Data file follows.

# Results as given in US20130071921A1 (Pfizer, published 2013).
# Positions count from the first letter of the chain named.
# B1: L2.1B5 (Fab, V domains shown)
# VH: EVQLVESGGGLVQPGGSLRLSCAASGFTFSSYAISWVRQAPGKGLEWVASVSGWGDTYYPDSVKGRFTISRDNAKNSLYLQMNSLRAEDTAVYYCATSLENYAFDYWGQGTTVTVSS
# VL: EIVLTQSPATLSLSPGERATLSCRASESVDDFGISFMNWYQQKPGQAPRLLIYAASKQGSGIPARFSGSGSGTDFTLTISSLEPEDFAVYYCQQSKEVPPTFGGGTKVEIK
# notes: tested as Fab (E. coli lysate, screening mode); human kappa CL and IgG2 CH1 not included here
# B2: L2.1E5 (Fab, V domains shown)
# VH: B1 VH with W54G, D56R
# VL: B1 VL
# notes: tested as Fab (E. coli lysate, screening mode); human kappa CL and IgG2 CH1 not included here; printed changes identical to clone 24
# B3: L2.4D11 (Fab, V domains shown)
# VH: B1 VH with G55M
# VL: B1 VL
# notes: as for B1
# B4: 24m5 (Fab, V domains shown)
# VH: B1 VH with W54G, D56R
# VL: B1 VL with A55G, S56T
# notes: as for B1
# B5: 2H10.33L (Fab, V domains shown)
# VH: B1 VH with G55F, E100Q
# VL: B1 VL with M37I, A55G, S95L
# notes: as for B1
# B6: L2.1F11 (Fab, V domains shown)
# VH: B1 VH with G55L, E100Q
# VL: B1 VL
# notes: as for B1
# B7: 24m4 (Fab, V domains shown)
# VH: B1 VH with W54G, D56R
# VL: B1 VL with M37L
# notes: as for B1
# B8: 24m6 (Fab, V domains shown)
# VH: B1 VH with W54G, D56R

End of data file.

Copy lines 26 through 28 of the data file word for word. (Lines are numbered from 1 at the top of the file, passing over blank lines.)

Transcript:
# notes: as for B1
# B7: 24m4 (Fab, V domains shown)
# VH: B1 VH with W54G, D56R